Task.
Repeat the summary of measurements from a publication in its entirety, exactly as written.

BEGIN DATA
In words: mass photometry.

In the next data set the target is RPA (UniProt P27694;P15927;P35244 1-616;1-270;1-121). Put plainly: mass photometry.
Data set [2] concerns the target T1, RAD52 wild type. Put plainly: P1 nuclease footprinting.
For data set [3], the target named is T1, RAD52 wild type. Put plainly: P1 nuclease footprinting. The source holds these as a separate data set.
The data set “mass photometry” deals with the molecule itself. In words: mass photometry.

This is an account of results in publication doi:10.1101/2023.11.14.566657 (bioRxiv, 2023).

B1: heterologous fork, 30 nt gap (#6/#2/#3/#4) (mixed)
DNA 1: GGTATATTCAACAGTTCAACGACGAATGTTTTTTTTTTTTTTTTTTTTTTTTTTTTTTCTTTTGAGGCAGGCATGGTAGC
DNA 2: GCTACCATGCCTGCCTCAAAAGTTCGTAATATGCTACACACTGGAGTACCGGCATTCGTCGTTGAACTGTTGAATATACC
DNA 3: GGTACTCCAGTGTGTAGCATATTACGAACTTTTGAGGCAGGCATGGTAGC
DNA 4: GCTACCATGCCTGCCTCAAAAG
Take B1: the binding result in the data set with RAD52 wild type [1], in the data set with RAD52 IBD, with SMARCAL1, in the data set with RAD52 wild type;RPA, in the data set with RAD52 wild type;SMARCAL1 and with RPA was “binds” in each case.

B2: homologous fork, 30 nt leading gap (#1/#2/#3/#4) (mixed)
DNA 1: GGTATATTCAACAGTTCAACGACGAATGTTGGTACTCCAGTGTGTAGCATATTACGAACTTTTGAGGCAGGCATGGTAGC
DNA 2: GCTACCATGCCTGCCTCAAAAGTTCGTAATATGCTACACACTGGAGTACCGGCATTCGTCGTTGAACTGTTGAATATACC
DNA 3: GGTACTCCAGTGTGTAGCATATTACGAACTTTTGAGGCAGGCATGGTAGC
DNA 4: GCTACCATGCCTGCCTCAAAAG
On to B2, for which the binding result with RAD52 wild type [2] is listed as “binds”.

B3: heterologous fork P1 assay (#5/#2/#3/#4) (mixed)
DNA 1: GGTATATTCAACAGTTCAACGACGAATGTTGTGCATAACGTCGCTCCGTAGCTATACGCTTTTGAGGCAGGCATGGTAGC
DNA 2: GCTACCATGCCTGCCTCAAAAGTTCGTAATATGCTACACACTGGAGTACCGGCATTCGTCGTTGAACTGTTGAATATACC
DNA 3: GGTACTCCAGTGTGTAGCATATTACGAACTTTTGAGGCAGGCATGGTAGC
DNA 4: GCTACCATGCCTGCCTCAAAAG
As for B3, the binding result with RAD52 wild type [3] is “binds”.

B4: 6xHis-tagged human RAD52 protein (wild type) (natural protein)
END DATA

In words: mass photometry.

In the next data set the target is RPA (UniProt P27694;P15927;P35244 1-616;1-270;1-121). Put plainly: mass photometry.
Data set [2] concerns the target T1, RAD52 wild type. Put plainly: P1 nuclease footprinting.
For data set [3], the target named is T1, RAD52 wild type. Put plainly: P1 nuclease footprinting. The source holds these as a separate data set.
The data set “mass photometry” deals with the molecule itself. In words: mass photometry.

This is an account of results in publication doi:10.1101/2023.11.14.566657 (bioRxiv, 2023).

B1: heterologous fork, 30 nt gap (#6/#2/#3/#4) (mixed)
DNA 1: GGTATATTCAACAGTTCAACGACGAATGTTTTTTTTTTTTTTTTTTTTTTTTTTTTTTCTTTTGAGGCAGGCATGGTAGC
DNA 2: GCTACCATGCCTGCCTCAAAAGTTCGTAATATGCTACACACTGGAGTACCGGCATTCGTCGTTGAACTGTTGAATATACC
DNA 3: GGTACTCCAGTGTGTAGCATATTACGAACTTTTGAGGCAGGCATGGTAGC
DNA 4: GCTACCATGCCTGCCTCAAAAG
Take B1: the binding result in the data set with RAD52 wild type [1], in the data set with RAD52 IBD, with SMARCAL1, in the data set with RAD52 wild type;RPA, in the data set with RAD52 wild type;SMARCAL1 and with RPA was “binds” in each case.

B2: homologous fork, 30 nt leading gap (#1/#2/#3/#4) (mixed)
DNA 1: GGTATATTCAACAGTTCAACGACGAATGTTGGTACTCCAGTGTGTAGCATATTACGAACTTTTGAGGCAGGCATGGTAGC
DNA 2: GCTACCATGCCTGCCTCAAAAGTTCGTAATATGCTACACACTGGAGTACCGGCATTCGTCGTTGAACTGTTGAATATACC
DNA 3: GGTACTCCAGTGTGTAGCATATTACGAACTTTTGAGGCAGGCATGGTAGC
DNA 4: GCTACCATGCCTGCCTCAAAAG
On to B2, for which the binding result with RAD52 wild type [2] is listed as “binds”.

B3: heterologous fork P1 assay (#5/#2/#3/#4) (mixed)
DNA 1: GGTATATTCAACAGTTCAACGACGAATGTTGTGCATAACGTCGCTCCGTAGCTATACGCTTTTGAGGCAGGCATGGTAGC
DNA 2: GCTACCATGCCTGCCTCAAAAGTTCGTAATATGCTACACACTGGAGTACCGGCATTCGTCGTTGAACTGTTGAATATACC
DNA 3: GGTACTCCAGTGTGTAGCATATTACGAACTTTTGAGGCAGGCATGGTAGC
DNA 4: GCTACCATGCCTGCCTCAAAAG
As for B3, the binding result with RAD52 wild type [3] is “binds”.

B4: 6xHis-tagged human RAD52 protein (wild type) (natural protein)